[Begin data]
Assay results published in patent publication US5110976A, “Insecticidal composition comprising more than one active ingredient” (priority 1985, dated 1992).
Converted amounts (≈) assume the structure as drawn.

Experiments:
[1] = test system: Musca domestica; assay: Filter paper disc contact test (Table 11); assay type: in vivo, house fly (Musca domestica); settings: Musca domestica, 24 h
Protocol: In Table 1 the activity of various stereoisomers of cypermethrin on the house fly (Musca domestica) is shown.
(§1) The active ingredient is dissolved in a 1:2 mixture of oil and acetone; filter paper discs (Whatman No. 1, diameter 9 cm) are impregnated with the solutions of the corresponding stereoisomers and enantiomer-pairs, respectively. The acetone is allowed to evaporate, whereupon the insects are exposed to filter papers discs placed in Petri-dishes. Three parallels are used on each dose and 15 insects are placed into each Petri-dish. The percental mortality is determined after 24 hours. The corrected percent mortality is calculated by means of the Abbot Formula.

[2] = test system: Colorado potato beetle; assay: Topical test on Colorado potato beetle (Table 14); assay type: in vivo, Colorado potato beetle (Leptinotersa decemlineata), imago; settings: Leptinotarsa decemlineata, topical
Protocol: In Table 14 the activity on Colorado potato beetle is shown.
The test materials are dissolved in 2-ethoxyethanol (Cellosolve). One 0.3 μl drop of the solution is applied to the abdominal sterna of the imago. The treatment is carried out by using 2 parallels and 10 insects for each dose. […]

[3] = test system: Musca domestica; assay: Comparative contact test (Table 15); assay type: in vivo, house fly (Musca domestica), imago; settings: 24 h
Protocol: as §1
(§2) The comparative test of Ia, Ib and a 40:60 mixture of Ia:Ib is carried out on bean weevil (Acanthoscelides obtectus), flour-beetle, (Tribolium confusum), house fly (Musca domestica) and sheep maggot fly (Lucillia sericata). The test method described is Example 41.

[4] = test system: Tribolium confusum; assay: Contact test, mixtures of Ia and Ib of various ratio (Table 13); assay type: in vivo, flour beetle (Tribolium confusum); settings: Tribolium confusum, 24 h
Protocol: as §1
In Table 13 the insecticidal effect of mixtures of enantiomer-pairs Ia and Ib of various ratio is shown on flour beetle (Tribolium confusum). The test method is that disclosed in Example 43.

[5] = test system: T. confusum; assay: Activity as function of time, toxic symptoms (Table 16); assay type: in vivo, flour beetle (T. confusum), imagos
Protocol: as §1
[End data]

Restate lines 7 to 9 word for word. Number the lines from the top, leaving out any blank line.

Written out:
[2] = test system: Colorado potato beetle; assay: Topical test on Colorado potato beetle (Table 14); assay type: in vivo, Colorado potato beetle (Leptinotersa decemlineata), imago; settings: Leptinotarsa decemlineata, topical
Protocol: In Table 14 the activity on Colorado potato beetle is shown.
The test materials are dissolved in 2-ethoxyethanol (Cellosolve). One 0.3 μl drop of the solution is applied to the abdominal sterna of the imago. The treatment is carried out by using 2 parallels and 10 insects for each dose. […]